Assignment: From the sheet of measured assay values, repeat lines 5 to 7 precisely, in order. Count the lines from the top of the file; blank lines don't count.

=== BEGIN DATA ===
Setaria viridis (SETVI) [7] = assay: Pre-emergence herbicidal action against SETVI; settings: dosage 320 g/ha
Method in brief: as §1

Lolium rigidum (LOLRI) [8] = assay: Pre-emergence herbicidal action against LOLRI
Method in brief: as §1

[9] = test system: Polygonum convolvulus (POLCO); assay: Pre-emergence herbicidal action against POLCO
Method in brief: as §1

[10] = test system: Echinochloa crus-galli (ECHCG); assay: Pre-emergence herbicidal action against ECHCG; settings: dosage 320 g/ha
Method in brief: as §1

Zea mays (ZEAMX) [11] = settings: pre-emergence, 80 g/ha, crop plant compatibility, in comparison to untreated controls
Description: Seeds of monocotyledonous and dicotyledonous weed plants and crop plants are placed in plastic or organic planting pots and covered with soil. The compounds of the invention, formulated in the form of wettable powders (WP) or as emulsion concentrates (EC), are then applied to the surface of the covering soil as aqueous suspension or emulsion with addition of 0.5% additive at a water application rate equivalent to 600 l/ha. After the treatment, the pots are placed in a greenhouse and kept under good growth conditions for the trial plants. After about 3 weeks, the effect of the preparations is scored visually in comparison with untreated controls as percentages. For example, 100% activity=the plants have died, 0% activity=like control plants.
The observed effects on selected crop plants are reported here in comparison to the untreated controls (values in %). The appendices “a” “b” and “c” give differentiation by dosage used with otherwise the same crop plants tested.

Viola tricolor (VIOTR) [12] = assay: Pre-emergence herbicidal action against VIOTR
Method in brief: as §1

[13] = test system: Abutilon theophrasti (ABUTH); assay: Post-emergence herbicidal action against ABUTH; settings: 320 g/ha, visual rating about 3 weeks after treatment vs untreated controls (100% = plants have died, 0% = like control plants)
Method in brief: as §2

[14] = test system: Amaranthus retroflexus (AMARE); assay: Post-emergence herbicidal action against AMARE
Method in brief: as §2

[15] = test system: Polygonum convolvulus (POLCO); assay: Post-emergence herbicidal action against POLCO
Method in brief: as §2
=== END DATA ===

[9] = test system: Polygonum convolvulus (POLCO); assay: Pre-emergence herbicidal action against POLCO
Method in brief: as §1

[10] = test system: Echinochloa crus-galli (ECHCG); assay: Pre-emergence herbicidal action against ECHCG; settings: dosage 320 g/ha